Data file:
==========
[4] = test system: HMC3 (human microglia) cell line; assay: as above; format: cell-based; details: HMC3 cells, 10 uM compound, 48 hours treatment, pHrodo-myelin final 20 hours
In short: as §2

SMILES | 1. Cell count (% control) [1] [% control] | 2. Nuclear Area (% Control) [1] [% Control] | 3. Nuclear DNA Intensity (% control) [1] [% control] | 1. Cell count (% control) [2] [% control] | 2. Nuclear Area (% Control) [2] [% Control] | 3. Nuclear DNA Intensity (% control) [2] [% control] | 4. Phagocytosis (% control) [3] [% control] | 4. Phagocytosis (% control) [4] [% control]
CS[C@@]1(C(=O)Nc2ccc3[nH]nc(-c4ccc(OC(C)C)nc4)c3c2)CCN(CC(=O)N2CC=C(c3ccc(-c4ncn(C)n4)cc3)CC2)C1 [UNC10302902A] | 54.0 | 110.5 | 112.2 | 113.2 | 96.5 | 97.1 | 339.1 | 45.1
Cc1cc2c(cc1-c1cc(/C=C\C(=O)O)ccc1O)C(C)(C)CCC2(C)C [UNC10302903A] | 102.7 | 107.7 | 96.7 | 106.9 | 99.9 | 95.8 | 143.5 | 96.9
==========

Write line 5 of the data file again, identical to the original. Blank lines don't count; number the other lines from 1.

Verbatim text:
Cc1cc2c(cc1-c1cc(/C=C\C(=O)O)ccc1O)C(C)(C)CCC2(C)C [UNC10302903A] | 102.7 | 107.7 | 96.7 | 106.9 | 99.9 | 95.8 | 143.5 | 96.9